To illustrate the increase costs that a typical family of four would see under the car and gas tax hikes, Reform California prepared an analysis to illustrate the kinds of price impacts that could be seen. Cost of Fuel Increase: $405 per year.
This is the one that the media has focused on, but most of the media gets the true cost increase completely wrong. While the gas tax went up by 12 cents a gallon November 1, the gas tax hike legislation contains a hidden tax by changing how taxes are assessed per gallon of gas. As a result, the true increase in gas-tax-per-gallon will be 19.5 cents – and it will automatically increase thereafter.
The average family has 2.1 cars. For our illustration of a typical California family, let’s round that down to just 2 cars using 20 gallons per week (filling up the tank once per car per week). For a two-driver family, that’s an extra $405 per year.
Cost of Vehicle Registration Increase: $250 per year
The car tax (vehicle registration assessment) goes into effect January 1, 2018 and many families are now getting the first notices of the increase in the mail. The amount of the car tax increase depends on the value of your car.
For our illustration for a typical California family, let’s set aside luxury cars like a Mercedes or BMW. Let’s suppose the family we study has a Ford Fusion and a Jeep Wrangler – pretty standard economical cars.
For this family, the car tax hike is $100 more for the car worth $25,000 or more (Ford Fusion) and $150 more for the car worth $35000 or more (Jeep Wrangler). For this family, that’s an extra $250 per year.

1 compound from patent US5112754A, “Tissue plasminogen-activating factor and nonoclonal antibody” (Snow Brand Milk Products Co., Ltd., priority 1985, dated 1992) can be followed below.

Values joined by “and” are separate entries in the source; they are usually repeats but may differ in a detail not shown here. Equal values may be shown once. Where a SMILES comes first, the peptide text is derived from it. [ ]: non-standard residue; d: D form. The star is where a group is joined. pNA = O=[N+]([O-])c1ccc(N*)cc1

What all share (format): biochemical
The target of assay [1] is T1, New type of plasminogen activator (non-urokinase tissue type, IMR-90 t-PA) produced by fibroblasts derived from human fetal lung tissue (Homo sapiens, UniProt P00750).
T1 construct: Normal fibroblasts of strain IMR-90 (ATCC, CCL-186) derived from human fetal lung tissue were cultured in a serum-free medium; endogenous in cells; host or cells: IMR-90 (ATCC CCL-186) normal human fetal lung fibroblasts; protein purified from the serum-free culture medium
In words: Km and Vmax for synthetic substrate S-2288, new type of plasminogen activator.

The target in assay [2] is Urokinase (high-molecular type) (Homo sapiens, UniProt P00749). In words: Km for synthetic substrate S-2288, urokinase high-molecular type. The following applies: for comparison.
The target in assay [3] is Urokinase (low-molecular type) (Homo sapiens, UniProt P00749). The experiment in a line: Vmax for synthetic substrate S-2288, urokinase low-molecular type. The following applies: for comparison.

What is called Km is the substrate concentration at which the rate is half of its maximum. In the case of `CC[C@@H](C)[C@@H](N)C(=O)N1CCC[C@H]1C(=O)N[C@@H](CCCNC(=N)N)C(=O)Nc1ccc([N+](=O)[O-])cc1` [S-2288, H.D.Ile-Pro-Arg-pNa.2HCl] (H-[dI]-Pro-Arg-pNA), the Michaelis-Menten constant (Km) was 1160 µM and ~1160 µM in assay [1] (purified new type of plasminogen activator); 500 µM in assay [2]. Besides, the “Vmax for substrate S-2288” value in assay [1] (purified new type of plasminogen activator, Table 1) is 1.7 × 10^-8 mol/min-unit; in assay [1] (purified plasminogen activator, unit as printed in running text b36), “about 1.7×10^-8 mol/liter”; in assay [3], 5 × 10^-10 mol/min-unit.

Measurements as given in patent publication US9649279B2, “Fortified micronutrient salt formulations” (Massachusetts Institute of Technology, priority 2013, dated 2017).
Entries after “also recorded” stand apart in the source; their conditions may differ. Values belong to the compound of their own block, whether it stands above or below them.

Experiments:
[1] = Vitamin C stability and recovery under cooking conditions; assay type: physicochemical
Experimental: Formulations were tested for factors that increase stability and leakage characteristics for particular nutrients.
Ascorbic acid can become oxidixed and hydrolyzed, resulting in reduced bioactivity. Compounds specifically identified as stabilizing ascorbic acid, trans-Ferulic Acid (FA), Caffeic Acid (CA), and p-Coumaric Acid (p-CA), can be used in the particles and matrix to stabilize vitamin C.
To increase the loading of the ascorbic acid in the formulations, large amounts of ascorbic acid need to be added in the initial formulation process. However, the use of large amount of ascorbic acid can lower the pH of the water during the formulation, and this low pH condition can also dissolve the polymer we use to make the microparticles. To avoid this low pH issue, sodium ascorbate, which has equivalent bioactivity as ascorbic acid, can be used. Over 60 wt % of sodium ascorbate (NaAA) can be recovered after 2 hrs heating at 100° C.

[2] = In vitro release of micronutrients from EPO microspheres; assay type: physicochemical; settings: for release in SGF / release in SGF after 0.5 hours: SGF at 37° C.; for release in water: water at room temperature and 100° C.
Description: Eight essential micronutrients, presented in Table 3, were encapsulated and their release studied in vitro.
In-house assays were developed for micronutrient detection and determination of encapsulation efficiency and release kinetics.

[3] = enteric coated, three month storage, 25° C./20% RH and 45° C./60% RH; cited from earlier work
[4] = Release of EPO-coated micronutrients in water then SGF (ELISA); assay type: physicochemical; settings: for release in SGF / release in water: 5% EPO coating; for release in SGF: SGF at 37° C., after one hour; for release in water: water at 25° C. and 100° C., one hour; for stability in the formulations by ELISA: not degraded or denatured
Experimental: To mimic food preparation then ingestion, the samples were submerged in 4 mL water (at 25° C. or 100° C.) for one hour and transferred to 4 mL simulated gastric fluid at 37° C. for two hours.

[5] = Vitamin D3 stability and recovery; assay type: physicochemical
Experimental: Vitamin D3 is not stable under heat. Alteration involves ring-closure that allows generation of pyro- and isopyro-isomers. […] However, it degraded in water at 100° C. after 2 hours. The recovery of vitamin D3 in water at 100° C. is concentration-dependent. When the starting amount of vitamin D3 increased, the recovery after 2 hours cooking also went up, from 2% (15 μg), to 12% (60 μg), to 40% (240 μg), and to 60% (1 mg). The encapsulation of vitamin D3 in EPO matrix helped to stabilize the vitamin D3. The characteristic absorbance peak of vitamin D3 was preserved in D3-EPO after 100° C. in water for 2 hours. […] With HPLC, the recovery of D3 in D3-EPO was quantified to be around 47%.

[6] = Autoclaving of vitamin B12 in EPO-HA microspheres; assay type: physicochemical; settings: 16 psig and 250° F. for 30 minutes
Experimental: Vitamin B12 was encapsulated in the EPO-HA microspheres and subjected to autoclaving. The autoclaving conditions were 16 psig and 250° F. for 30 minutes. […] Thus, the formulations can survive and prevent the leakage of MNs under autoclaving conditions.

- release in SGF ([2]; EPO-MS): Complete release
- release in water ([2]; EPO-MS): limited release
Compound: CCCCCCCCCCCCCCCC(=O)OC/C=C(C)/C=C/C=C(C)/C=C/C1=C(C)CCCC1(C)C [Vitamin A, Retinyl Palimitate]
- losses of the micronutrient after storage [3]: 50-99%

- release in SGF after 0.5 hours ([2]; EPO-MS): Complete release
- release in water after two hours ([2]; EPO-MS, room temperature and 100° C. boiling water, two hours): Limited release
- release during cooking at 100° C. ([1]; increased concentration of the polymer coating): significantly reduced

Cost of Shipping and Cost of Goods Increase: At least $124.28 per year (food alone)
This is where the impact of the gas tax hike is really hidden as it is imposed on transportation companies using diesel and they in turn pass it on to consumers through price increases.
Transportation companies predominantly use diesel. Currently, diesel is taxed at 16 cents per gallon in California. Under the gas tax hike legislation, diesel will go up to 36 cents – and be subjected to another 4 percent increase in sales tax. Based on diesel prices in place when the tax went into effect, the taxes increased the cost of diesel by almost 10%.
Shopping at the mall or the market? All those products were shipped to those stores and the price has to account for higher transportation costs. Ordering from Amazon or want a delivery of a new washing machine? That also will result in higher delivery costs.
According to a study conducted by the European Union “The Impact of Oil Prices on Transport and Its Related Sectors,” for every 10 percent increase in the price of fuel, there is a 1 percent increase in the price of transportation. That figure includes all forms of transportation – including fuel-efficient rail and maritime shipping. The same European Union report noted the portion of the cost of transportation to the total cost of goods can range from 1-10 percent depending on the item.
Items shipped on trucks will see a much bigger price impact. In 2013, Evans Distribution Systems produced a different projection looking specifically at trucking companies – noting that fuel costs comprise 25 percent of the total operating costs of trucking companies. A 10 percent increase in the price of fuel would equate to a 2.5 percent increase in the price of good trucked.